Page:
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What Are the Different Types of Trumpet Techniques?

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  • Written By: Lee Johnson
  • Edited By: John Allen
  • Last Modified Date: 05 December 2014
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Many different types of trumpet techniques exist, including articulation techniques, effects, and advanced techniques. These different trumpet techniques can be classified in a variety of different ways, and each group of techniques can often be split into several different sub-groups. For example, the articulation techniques can be further split into tonguing techniques and non-tonguing techniques, and the effects can be split into legato techniques and non-legato techniques. Advanced techniques can include many different types of technique, including multi-phonics and clicks. Types of trumpet techniques are used by players to achieve different effects required for pieces of music.

Articulation techniques are a very common group of trumpet techniques. These are broken down into techniques involving tonguing and those not involving tonguing. Tonguing is the process of splitting up notes using the tongue, and this can be used to create a staccato sound or a legato sound. Staccato notes are separated from the notes before and after them, and on the trumpet these techniques are achieved using the tongue. Legato techniques are the opposite, aiming for notes to run smoothly into one another, and not using tonguing.

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Tonguing is a frequently used trumpet technique. Non-legato and staccato are names for two techniques which include tonguing to split up individual notes. Other, more complex techniques include double or triple tonguing and flutter tonguing. Double or triple tonguing splits up notes into groups of two or three using the tongue. Flutter tonguing involves moving the tongue in a fluttering motion, as if the player was articulating a rolled “r” sound.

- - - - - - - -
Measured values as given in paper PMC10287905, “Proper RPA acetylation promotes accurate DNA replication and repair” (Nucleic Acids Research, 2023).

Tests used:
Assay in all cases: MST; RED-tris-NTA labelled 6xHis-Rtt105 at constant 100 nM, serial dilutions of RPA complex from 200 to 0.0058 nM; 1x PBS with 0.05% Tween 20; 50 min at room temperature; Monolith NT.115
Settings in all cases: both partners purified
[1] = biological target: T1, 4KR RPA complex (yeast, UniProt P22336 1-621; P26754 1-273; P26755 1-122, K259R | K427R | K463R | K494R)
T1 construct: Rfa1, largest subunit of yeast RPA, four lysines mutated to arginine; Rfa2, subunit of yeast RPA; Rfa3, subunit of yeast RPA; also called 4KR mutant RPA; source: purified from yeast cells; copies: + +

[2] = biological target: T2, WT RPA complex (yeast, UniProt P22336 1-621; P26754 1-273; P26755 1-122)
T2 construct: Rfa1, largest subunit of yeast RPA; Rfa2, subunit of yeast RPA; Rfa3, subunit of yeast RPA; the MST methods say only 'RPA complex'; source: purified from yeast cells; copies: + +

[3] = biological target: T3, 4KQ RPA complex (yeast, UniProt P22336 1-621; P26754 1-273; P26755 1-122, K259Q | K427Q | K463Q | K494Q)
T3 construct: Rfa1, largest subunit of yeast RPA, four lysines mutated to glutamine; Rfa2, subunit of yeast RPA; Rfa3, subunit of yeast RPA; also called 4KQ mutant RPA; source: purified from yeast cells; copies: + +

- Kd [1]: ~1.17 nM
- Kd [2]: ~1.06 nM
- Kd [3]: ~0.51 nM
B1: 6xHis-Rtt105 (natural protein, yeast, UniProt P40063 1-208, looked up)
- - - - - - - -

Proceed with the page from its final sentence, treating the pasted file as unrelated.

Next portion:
Several different effects can be produced using trumpet techniques, including vibrato, glissando, trills, and cuivre. Vibrato is a legato technique, which means that the written note fluctuates between slightly higher and slightly lower in pitch, to produce an oscillating sound. A glissando is a technique by which the player “slides” the note up from one pitch to another. Trills are similar to vibrato, except that the note alters between two specific notes rapidly. Cuivre is a technique in which the trumpet produces a brassy sound, which is not related to legato playing.

Other trumpet techniques are more suitable for advanced players. These include techniques such as multi-phonics, breath attacks, and clicks. Multi-phonics are complex techniques whereby the player “sings” into the trumpet whilst he or she is playing, to produce multiple notes at the same time. Breath attacks change the sound produced by the instrument by altering the amount of air pushed through the instrument. Clicks are percussive techniques, usually played using the trumpet’s valves.

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